Florida children's instability worsens, report says
Published: Tuesday, June 25, 2013 at 7:09 p.m.
Last Modified: Tuesday, June 25, 2013 at 7:09 p.m.
Florida children fare worse in measures of economic well-being compared with their peers throughout the nation, according to a national report released Monday.
The Annie E. Casey Foundation provides an annual report called “Kids Count,” which looks at education, health, well-being and family and community measures of children throughout the nation. Florida was ranked 38th overall, the same as last year.
For several years, Florida has ranked in the lowest quarter, said Susan Weitzel, the director of Florida Kids Count, which is based at the University of South Florida.
“The findings aren’t surprising. While there’s some improvement in a couple of measures, we still have a lot to do,” Weitzel said.
While educational measures improved slightly — including proficiency in math and reading, and high school students graduating on time — children living in poverty and with parents lacking secure employment worsened.
And improving economic conditions is what needs the most attention, Weitzel continued.
“That also leads to educational stability and health. Without economic stability of some kind, education, health and healthy families and communities become even harder,” she said.
Weitzel mentioned that the recession and housing crisis hit low-income Florida families especially hard, with a steady rise in single-parent families worsening the economic burden.
“I think we need to put some measures in place so that working families who still can’t afford rent or a home to purchase have a mechanism that is not going to do more harm than good financially for them,” Weitzel said.
“Children do need a roof over their head, and they do need to be able to stay in a spot for longer than a month or two. If you don’t, then you fall on every other level,” she continued.
Weitzel added that it’s not just the lowest-income families who are struggling: Even middle-income families who are working hard are losing their homes and having trouble paying for food.
That’s a reality for a quarter of families living in Alachua County and surrounding counties, said Debbie Mason, the CEO and president of United Way of North Central Florida.
“Unfortunately their wages are not sufficient to match living expenses of our community.
That’s compounded by transportation issues and lack of access to affordable health care,” Mason said.
As an example of how poverty affects health care, Mason cited results from a dental screening program that United Way does with the University of Florida College of Dentistry. The program screened 500 kids at 13 schools around the county, and of these, “Fifty percent of second- and third-graders had never seen a toothbrush,” Mason said.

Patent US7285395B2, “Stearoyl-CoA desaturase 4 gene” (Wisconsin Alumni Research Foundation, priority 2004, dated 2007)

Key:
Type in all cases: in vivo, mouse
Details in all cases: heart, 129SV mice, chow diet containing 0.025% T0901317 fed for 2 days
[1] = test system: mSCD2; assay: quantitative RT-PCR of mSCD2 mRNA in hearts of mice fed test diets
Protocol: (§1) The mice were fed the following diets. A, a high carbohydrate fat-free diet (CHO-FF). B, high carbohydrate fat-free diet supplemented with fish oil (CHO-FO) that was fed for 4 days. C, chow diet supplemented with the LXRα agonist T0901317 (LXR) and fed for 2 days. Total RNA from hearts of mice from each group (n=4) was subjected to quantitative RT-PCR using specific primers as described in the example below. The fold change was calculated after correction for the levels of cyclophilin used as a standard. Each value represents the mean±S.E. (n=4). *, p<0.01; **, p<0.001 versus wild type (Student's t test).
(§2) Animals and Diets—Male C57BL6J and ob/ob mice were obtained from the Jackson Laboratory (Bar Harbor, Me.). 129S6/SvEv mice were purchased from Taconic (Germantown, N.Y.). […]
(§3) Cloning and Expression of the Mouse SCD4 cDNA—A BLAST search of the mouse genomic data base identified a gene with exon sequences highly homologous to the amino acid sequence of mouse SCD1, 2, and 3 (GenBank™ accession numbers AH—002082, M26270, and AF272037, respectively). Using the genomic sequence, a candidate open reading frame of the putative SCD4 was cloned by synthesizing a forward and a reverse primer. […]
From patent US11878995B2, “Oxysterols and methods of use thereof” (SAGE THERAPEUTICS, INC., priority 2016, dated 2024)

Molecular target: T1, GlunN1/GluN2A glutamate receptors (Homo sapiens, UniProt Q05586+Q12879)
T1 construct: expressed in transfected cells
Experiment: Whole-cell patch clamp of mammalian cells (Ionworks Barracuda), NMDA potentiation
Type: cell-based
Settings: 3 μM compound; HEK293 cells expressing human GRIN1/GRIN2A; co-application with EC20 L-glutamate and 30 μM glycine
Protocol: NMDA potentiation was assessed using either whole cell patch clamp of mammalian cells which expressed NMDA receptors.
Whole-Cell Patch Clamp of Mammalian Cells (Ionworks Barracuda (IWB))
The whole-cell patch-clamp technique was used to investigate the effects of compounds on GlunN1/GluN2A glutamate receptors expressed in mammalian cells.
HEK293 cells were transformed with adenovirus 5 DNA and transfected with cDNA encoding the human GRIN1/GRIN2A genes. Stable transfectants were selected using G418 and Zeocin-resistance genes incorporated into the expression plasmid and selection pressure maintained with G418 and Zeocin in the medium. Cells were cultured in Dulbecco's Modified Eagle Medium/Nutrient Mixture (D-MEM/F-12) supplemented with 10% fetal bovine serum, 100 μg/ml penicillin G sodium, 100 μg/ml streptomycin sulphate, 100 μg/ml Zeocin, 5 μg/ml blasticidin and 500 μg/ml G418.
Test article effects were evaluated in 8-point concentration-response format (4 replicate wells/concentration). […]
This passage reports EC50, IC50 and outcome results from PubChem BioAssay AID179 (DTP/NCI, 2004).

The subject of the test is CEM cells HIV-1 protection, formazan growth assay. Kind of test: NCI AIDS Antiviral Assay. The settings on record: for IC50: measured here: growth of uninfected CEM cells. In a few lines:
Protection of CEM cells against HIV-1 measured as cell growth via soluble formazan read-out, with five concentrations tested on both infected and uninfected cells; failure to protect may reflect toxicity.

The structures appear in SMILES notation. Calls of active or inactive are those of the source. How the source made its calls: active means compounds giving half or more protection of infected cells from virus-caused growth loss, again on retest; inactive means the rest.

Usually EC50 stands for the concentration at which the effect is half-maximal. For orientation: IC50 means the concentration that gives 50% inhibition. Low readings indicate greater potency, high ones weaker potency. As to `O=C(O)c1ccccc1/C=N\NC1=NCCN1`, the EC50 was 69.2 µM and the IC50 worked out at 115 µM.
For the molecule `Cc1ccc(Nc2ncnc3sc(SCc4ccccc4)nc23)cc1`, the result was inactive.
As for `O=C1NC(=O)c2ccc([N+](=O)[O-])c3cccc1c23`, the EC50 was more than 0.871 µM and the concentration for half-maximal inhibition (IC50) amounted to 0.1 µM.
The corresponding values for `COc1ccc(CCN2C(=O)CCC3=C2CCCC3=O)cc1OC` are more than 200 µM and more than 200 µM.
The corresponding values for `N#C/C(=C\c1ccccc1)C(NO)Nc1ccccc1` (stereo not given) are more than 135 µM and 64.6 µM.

About 20 percent of families are estimated to also be “food insecure,” meaning they regularly go without food.
To help combat that problem, United Way sponsors a Weekend Hunger Backpack Program for children who come to school hungry. They fill a backpack with food for the whole family for the child to take home.
United Way also has a 24-hour hotline (211) for people in need and a reduced prescription card called “FamilyWize” — free and downloadable from the United Way website — that people can use to get access to reduced-price drugs.
In the past five years, the program has saved local families nearly $1 million, Mason said.
She added that on a positive note, the recession has brought out more awareness of struggling families.
“During the recession, people realized that they probably know someone who is hurting. It went from being a vague, faceless person with these problems, to their neighbor or church friend,” Mason said, adding, “What I think is promising is more and more employers are realizing that their low-wage employees need more support.”
One area in which Florida improved, according to the Kids Count data, was in lowering its number of teen births. However, Mason cautioned that in Alachua County, while the number of first births to teens declined, second births increased.
Contact Kristine Crane at 338-3119 or firstname.lastname@example.org.
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